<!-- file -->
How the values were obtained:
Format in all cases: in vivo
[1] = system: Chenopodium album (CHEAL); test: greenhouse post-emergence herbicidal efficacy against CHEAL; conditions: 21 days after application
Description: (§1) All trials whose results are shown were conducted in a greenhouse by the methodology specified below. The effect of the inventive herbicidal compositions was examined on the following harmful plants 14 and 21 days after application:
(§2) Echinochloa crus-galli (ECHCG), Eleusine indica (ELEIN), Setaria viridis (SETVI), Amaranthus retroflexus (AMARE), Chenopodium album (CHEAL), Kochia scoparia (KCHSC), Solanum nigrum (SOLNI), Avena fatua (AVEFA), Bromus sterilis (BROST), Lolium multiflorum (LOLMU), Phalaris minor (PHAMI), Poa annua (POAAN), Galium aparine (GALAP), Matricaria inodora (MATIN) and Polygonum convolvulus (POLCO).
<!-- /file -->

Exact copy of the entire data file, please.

How the values were obtained:
Format in all cases: in vivo
[1] = system: Chenopodium album (CHEAL); test: greenhouse post-emergence herbicidal efficacy against CHEAL; conditions: 21 days after application
Description: (§1) All trials whose results are shown were conducted in a greenhouse by the methodology specified below. The effect of the inventive herbicidal compositions was examined on the following harmful plants 14 and 21 days after application:
(§2) Echinochloa crus-galli (ECHCG), Eleusine indica (ELEIN), Setaria viridis (SETVI), Amaranthus retroflexus (AMARE), Chenopodium album (CHEAL), Kochia scoparia (KCHSC), Solanum nigrum (SOLNI), Avena fatua (AVEFA), Bromus sterilis (BROST), Lolium multiflorum (LOLMU), Phalaris minor (PHAMI), Poa annua (POAAN), Galium aparine (GALAP), Matricaria inodora (MATIN) and Polygonum convolvulus (POLCO).